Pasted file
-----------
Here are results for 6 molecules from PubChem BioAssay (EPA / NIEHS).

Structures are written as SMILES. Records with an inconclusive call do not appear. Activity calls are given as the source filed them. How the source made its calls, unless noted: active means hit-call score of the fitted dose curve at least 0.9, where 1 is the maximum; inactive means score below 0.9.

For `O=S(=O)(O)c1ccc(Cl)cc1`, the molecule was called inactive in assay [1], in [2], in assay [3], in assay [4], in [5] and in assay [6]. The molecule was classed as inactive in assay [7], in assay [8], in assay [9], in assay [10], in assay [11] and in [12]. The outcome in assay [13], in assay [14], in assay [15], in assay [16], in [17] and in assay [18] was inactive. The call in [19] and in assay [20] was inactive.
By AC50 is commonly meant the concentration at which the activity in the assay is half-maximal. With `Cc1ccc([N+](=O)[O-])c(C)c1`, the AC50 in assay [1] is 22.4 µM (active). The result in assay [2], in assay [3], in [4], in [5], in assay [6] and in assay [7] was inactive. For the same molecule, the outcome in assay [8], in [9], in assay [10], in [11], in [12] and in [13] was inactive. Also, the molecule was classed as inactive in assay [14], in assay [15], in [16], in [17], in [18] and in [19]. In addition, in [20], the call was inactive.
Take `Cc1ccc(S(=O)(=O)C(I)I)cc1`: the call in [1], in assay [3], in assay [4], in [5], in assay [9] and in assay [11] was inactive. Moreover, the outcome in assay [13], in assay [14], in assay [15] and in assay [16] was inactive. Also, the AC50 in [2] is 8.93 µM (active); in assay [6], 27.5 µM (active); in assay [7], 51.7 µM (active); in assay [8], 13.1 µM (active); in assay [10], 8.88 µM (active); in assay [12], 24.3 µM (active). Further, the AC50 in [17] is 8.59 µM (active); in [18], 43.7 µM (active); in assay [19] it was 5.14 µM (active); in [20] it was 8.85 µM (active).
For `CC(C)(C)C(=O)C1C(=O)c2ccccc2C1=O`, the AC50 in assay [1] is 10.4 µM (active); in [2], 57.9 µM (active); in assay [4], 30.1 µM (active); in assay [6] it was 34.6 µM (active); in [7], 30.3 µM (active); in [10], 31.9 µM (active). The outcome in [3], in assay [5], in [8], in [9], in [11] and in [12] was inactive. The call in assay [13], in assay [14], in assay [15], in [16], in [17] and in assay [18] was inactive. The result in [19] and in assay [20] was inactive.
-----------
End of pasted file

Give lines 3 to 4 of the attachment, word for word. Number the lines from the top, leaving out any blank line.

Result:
For `O=S(=O)(O)c1ccc(Cl)cc1`, the molecule was called inactive in assay [1], in [2], in assay [3], in assay [4], in [5] and in assay [6]. The molecule was classed as inactive in assay [7], in assay [8], in assay [9], in assay [10], in assay [11] and in [12]. The outcome in assay [13], in assay [14], in assay [15], in assay [16], in [17] and in assay [18] was inactive. The call in [19] and in assay [20] was inactive.
By AC50 is commonly meant the concentration at which the activity in the assay is half-maximal. With `Cc1ccc([N+](=O)[O-])c(C)c1`, the AC50 in assay [1] is 22.4 µM (active). The result in assay [2], in assay [3], in [4], in [5], in assay [6] and in assay [7] was inactive. For the same molecule, the outcome in assay [8], in [9], in assay [10], in [11], in [12] and in [13] was inactive. Also, the molecule was classed as inactive in assay [14], in assay [15], in [16], in [17], in [18] and in [19]. In addition, in [20], the call was inactive.